. known.
Opinion of Defender
\u25a0 ;\u25a0 The trial of Captain Peck was be
"• .hind closed doors, but the statement
"of Charles N". Bulger, counsel for Peck,
. is to the effect that "in the entire rec
ord of evidence taken during this trial
nothing whatever was established
against the good name, fair fame or
personal honor of captain Peck" and
"In a civil case Captain Peck would
have, been promptly acquitted of
e--Wyihlng alleged against him.
• rJfis dismissal from the service of
his 'country is one of the grave in
justices of the world which occur here
and there at Intervals of time to
\u25a0 Fhock the moral sense of decent men
and women, and which form some of
. the blackest spots in the history of
Complaint Against Dances
• The trial developed that words
• ascribed to Peck and made grounds for
the charge of "critising a superior of
ficer" had been uttered by a subordj
.; nate. Captain Peck testified that the
. \u25a0 house of Major Taggart was the gath
...ering place for many white officers and
"."that here the colored house keeper of
i Major Taggart, Ethel Roberts, enter
.••'tamed the army men with terpsichorean
of the latest 'fad dances
.•until the small hours of the morning.
On several occasions. Captain Peck
' stated, exceptionally wild orgies were
\u25a0treated to dances in which garments
".played an insignificant part. .
.'Captain Peck ' resolved to put a stop
to "the shameless procedure, which he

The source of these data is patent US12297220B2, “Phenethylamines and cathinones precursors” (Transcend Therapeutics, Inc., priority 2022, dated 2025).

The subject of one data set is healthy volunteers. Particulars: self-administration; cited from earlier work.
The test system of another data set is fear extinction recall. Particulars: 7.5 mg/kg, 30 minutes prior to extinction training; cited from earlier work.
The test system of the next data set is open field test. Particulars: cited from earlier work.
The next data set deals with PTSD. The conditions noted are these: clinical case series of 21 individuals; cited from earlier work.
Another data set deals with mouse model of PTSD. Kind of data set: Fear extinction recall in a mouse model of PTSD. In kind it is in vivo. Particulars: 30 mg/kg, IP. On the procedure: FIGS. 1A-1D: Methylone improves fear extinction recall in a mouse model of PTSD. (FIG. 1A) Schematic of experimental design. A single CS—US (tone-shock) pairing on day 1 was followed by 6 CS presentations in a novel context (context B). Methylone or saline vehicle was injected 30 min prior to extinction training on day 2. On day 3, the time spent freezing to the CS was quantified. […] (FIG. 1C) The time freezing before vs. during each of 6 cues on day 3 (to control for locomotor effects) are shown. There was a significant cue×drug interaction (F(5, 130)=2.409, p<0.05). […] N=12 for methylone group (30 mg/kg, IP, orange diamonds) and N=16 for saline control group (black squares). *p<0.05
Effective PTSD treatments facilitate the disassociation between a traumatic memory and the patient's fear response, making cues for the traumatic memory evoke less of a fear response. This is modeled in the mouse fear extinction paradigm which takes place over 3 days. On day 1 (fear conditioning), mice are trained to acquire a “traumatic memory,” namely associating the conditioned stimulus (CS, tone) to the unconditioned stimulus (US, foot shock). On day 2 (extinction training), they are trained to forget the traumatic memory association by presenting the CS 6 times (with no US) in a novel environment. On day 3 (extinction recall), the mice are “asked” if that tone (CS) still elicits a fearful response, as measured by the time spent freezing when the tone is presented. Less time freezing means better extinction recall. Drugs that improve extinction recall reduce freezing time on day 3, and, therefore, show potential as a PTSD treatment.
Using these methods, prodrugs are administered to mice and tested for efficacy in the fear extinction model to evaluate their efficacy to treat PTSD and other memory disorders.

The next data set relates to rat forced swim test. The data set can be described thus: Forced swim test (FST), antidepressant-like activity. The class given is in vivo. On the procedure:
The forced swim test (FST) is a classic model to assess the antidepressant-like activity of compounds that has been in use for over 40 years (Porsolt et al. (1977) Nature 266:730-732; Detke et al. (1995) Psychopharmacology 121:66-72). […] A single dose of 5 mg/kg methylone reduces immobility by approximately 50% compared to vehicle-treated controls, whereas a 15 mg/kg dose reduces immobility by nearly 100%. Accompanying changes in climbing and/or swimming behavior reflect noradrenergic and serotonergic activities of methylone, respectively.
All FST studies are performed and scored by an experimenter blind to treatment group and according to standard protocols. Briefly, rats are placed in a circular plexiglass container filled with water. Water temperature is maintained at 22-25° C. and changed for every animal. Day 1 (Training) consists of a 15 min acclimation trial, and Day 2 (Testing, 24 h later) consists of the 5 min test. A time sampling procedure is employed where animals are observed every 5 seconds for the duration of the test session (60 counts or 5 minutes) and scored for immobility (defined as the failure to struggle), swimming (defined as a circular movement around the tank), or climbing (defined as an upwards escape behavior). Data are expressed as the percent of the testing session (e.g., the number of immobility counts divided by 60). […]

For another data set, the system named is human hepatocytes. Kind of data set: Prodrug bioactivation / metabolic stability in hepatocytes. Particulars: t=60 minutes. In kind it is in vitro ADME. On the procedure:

..'•said had started all the tongues wag
.. srJng- and had excited indignant cora
/isfcfit among the people of 'the torn.
"". jRI* 1 "- charges were anticipated and he
.•\u25a0* as haled before the court martial.
\u25a0Attorney Bulger,' telling of the trial,
'cays, the testimony adduced "served to
Occtinucil on Pace 2, Column 3
The San Francisco Call.
Millionaire's Son
Offers to Give 1,000
Airships to Army
WASHINGTON. Sept. 22.— John
Barry Ryan, son of Thomas F.
*Ryan, the New York multi
millionaire, 'spent today In the
. war and navy departments and
succeeded in driving the officials
into a state of enthusiasm over
the proposition to. provfde the
army and navy with a fleet .of
1,000 airships that would aug
ment tremendously * the offensive
and defensive powers of the twin
services. .
The attractive feature " of
Ryan's proposition wastts econ
omical side; he did not ask a
dollar of government money in
return for the creation of a re
serve of 1,000 aeroplanes that
might be called Immediately into
service by the government in
time of need. What he did want
was the moral support of the two
departments. This was given
him with hearty good will.
Efforts will be made to de
velop aeroplanes of greater size
than those now in use, so as to
transport a corporal's guard and
to carry sufficient ammunition
for effective bomb -work..
Millionaire and Wife Are Both
in New York and May
Make Up
NEW YORK, Sept. 22.— Mrs. Ross
Ambler Curran, wife of the New York
millionaire, returned to New York to
night from San Francisco and is at
the Hotel St. Regis. Her husband re
turned from Paris today on. the Lusi
tania. - It was reported last June that
Mrs. Curran had gone to Reno to sue